Senator Martin Golden (R,C,I-Brooklyn) and Assemblywoman Nicole Malliotakis (R,C-Brooklyn, Staten Island) are sponsoring legislation that would protect our communities by providing prospective employers with the means to conduct accurate criminal background checks.
Senator Marty Golden, a former New York City Police Officer and the Senate sponsor stated, “This bill would repeal the sealing provision of the so-called “Rockefeller Drug Law” reform enacted as a part of the 2009-2010 State Budget, which allows criminal courts, on notice to the prosecutor, to seal the criminal records of felons upon their successful completion of “drug court.” This legislation would restore the ability of prospective employers to obtain accurate criminal background checks, and I thank Assemblywoman Malliotakis for sponsoring this important public safety legislation in the state Assembly. This legislation is one that should be approved this year so to ensure the well-being and safety of all New Yorkers.”
“This legislation is an essential component to protecting our communities from repeat drug offenders,” said Malliotakis. “Under current law, employers are not being provided with the means to adequately examine a potential employee’s criminal background. When a senior center searches for a new employee or a daycare looks to bring on new personnel, they need to have every possible tool at their fingertips to ensure that the person they are hiring does not pose a threat to the most vulnerable populations in our community.”
The Rockefeller Drug Laws, a series of stringent anti-drug measures passed in 1973 that were once considered among the toughest in the nation, were drastically watered down in 2004. In 2009, further changes weakened the stricter penalties that kept repeat drug offenders in jail and off our streets.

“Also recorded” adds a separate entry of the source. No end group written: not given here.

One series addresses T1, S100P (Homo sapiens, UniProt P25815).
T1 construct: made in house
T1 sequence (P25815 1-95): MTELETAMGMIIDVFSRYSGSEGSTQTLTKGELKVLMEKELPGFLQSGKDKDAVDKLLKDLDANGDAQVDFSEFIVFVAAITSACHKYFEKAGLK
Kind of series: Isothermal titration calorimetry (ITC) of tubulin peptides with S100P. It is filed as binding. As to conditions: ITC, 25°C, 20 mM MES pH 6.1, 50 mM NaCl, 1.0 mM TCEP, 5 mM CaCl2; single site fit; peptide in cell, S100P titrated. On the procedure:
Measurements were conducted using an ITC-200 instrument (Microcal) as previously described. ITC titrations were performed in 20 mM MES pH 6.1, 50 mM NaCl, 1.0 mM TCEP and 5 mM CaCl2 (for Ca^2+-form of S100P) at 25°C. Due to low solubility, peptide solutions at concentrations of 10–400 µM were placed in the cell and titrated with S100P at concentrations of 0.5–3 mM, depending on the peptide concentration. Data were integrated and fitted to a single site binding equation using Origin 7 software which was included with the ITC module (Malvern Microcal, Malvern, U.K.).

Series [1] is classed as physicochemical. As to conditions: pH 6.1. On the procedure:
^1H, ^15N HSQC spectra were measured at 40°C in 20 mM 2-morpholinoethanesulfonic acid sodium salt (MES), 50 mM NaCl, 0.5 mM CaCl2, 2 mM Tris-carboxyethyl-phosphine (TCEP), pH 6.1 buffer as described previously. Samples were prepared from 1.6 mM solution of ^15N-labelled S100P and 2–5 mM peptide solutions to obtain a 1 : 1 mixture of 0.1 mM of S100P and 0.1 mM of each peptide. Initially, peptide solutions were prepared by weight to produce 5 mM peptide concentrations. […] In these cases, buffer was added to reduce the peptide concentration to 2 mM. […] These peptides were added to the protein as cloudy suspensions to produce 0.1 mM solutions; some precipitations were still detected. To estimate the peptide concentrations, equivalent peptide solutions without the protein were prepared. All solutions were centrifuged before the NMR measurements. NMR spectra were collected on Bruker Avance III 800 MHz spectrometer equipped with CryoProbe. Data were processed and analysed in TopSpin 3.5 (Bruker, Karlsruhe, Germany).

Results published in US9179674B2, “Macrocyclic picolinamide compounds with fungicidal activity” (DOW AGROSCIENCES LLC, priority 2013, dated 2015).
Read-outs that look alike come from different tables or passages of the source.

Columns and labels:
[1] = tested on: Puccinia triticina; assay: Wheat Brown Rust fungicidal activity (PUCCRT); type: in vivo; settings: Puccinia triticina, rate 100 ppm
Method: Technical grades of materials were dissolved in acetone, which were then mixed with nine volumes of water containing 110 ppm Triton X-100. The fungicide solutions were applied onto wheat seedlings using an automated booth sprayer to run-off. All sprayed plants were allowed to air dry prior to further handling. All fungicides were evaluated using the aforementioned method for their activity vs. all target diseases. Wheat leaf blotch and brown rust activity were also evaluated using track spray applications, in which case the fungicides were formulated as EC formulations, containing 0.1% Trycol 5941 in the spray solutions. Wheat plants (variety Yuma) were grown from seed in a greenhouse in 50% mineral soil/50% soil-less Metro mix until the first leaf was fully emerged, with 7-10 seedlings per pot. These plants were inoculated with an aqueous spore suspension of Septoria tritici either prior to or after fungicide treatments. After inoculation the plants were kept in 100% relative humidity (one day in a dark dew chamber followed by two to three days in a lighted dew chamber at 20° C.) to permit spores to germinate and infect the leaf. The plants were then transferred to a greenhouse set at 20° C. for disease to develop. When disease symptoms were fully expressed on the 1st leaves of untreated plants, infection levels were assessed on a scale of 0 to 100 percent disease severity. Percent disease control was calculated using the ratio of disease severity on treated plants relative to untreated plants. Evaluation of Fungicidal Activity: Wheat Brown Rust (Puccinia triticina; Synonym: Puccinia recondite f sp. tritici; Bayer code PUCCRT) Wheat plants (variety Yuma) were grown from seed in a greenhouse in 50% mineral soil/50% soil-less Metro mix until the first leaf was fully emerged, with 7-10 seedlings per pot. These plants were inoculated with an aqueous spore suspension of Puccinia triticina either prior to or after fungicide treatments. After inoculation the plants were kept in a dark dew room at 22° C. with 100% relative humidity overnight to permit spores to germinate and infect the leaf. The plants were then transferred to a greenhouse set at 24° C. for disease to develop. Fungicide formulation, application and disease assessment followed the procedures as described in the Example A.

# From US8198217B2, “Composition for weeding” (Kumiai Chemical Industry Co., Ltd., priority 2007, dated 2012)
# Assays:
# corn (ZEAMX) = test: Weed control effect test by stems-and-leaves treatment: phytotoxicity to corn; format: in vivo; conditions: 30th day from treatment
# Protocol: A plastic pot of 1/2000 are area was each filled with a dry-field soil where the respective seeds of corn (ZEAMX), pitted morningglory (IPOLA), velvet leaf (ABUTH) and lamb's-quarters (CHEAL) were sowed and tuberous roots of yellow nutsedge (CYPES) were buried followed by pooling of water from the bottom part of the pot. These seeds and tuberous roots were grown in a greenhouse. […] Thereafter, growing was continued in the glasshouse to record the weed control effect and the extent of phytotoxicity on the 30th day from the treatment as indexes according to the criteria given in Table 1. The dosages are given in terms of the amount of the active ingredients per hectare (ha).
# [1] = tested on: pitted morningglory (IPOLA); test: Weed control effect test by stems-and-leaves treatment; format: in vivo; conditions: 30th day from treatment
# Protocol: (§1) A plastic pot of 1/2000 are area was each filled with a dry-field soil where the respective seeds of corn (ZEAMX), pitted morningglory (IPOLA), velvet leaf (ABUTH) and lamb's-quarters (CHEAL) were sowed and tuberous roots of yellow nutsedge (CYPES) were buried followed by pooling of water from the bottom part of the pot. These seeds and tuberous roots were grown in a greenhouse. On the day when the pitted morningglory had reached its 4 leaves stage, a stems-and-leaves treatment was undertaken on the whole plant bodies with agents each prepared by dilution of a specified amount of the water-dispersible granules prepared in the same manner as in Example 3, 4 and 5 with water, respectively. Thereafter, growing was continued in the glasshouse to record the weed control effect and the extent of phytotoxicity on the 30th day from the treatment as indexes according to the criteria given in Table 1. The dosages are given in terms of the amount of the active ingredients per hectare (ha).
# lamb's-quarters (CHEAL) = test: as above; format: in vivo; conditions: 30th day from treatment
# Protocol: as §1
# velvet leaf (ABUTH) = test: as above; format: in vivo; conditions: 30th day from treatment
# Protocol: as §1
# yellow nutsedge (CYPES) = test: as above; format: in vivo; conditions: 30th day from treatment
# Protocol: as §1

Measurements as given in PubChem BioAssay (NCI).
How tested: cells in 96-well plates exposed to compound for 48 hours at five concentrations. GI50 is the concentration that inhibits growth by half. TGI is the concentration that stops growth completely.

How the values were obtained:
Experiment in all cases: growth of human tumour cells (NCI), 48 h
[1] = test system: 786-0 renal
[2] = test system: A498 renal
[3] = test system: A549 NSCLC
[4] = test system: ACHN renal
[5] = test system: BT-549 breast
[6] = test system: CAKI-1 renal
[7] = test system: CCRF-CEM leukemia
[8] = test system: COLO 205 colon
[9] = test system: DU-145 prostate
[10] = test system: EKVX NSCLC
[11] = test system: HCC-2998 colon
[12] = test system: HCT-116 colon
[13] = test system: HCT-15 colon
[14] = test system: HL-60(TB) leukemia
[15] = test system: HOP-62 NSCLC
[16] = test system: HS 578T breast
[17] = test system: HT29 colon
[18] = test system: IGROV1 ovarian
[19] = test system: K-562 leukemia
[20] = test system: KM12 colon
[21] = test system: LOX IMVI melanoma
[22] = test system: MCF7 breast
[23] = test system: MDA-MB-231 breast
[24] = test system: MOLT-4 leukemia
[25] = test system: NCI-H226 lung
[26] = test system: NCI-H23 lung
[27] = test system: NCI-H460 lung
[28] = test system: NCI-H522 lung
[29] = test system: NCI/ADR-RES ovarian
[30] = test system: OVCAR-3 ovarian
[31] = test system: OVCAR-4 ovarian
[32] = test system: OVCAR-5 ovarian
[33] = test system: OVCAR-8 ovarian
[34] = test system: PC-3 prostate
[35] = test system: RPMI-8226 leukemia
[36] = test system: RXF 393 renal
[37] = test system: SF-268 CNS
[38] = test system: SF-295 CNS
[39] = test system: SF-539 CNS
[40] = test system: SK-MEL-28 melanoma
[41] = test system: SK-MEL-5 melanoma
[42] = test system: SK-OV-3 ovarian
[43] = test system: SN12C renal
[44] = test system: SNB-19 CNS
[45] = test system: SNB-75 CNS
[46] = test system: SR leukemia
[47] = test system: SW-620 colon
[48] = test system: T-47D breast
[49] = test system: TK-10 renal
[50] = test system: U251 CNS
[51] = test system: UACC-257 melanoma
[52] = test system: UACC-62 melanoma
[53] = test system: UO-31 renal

Watch Malliotakis Discuss Medicaid Fraud at Budget Hearing
At today’s Joint Legislative Budget Hearing on Medicaid, Assemblywoman Nicole Malliotakis (R,C-Brooklyn, Staten Island) expressed her disappointment that the Medicaid Redesign Team submitted only one proposal pertaining to Medicaid fraud. This proposal is expected to save nearly $80 million.
“It is upsetting that, despite reports estimating 10% or $5 Billion of New York’s Medicaid spending goes to waste, fraud and abuse, only one proposal from the Medicaid Redesign Team addresses the problem,” said Malliotakis. “The state of New York spends 24% more in Medicaid than California, yet California has 17 million more residents. Clearly, something is wrong.”
“I am concerned that efficient and effective programs, such as Early Intervention, are going to fall victim to across-the-board Medicaid cuts solely because other parts of the system are bloated with fraud and abuse.”
In addition, Malliotakis pointed to the removal of the Resource Asset Test in 2009, which eliminated reviews of an individual’s assets prior to granting Medicaid coverage.
“It seems to me that this was an effective tool in identifying who is truly deserving of Medicaid,” said Malliotakis. “By doing away with the asset test, anyone can apply based on personal income, regardless of the property they own or their assets.”
When pressed on the elimination of the asset test, Medicaid Inspector General James Sheehan pointed to the administrative paperwork related to the program as the reason for its sunset.
“I find it odd that, in a state government riddled with inefficiency, we would all of a sudden be concerned with trimming bureaucracy and red tape when it comes to rooting out Medicaid fraud,” said Malliotakis. “Perhaps if we did a better job at preventing abuse in the Medicaid system, New York would not find itself mired in such a deep budget crisis.”
Published: Thursday, February 24, 2011
Paula Katinas, Bay Ridge Eagle
Nicole Malliotakis grew up the daughter of immigrants who had a deep love for American values.
Her father George is Greek. Her mother Veralia was born in Cuba and fled with her mother when Castro rose to power. Malliotakis, Bay Ridge’s new assemblywoman, said her remarkable parents are an inspiration to her.
Malliotakis, a Republican-Conservative, grew up loving politics and it’s no wonder.
On one side of her family is a heritage that stretches back to the cradle of democracy. On the other side is a deep love of democracy forged by having to flee a dictator.